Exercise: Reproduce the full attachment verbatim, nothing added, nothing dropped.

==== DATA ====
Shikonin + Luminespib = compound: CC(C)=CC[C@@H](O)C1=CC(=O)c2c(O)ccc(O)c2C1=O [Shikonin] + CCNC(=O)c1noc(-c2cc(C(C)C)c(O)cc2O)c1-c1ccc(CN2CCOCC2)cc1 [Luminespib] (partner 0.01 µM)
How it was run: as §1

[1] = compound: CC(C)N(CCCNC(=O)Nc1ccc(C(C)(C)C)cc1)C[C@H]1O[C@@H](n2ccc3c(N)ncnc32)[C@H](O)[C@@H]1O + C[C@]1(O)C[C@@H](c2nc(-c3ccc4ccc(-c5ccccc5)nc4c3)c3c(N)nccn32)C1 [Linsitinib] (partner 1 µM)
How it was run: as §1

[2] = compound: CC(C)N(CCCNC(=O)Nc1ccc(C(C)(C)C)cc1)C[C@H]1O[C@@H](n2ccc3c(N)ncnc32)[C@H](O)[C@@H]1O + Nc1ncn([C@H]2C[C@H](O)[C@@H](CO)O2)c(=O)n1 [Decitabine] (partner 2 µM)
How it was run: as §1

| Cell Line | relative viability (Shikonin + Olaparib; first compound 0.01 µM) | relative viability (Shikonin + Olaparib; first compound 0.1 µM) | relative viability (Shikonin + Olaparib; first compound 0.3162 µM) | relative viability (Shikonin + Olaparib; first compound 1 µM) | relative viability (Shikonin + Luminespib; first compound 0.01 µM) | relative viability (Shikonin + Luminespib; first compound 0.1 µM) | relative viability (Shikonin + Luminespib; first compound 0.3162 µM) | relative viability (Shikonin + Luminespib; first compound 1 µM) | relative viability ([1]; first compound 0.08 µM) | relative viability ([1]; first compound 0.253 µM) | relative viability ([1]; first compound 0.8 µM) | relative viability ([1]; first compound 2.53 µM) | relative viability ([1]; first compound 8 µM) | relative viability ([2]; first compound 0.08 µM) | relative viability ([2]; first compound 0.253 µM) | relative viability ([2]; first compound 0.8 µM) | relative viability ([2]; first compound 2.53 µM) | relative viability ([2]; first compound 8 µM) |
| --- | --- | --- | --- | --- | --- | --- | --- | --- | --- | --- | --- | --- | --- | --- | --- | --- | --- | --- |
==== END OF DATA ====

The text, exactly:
Shikonin + Luminespib = compound: CC(C)=CC[C@@H](O)C1=CC(=O)c2c(O)ccc(O)c2C1=O [Shikonin] + CCNC(=O)c1noc(-c2cc(C(C)C)c(O)cc2O)c1-c1ccc(CN2CCOCC2)cc1 [Luminespib] (partner 0.01 µM)
How it was run: as §1

[1] = compound: CC(C)N(CCCNC(=O)Nc1ccc(C(C)(C)C)cc1)C[C@H]1O[C@@H](n2ccc3c(N)ncnc32)[C@H](O)[C@@H]1O + C[C@]1(O)C[C@@H](c2nc(-c3ccc4ccc(-c5ccccc5)nc4c3)c3c(N)nccn32)C1 [Linsitinib] (partner 1 µM)
How it was run: as §1

[2] = compound: CC(C)N(CCCNC(=O)Nc1ccc(C(C)(C)C)cc1)C[C@H]1O[C@@H](n2ccc3c(N)ncnc32)[C@H](O)[C@@H]1O + Nc1ncn([C@H]2C[C@H](O)[C@@H](CO)O2)c(=O)n1 [Decitabine] (partner 2 µM)
How it was run: as §1

| Cell Line | relative viability (Shikonin + Olaparib; first compound 0.01 µM) | relative viability (Shikonin + Olaparib; first compound 0.1 µM) | relative viability (Shikonin + Olaparib; first compound 0.3162 µM) | relative viability (Shikonin + Olaparib; first compound 1 µM) | relative viability (Shikonin + Luminespib; first compound 0.01 µM) | relative viability (Shikonin + Luminespib; first compound 0.1 µM) | relative viability (Shikonin + Luminespib; first compound 0.3162 µM) | relative viability (Shikonin + Luminespib; first compound 1 µM) | relative viability ([1]; first compound 0.08 µM) | relative viability ([1]; first compound 0.253 µM) | relative viability ([1]; first compound 0.8 µM) | relative viability ([1]; first compound 2.53 µM) | relative viability ([1]; first compound 8 µM) | relative viability ([2]; first compound 0.08 µM) | relative viability ([2]; first compound 0.253 µM) | relative viability ([2]; first compound 0.8 µM) | relative viability ([2]; first compound 2.53 µM) | relative viability ([2]; first compound 8 µM) |
| --- | --- | --- | --- | --- | --- | --- | --- | --- | --- | --- | --- | --- | --- | --- | --- | --- | --- | --- |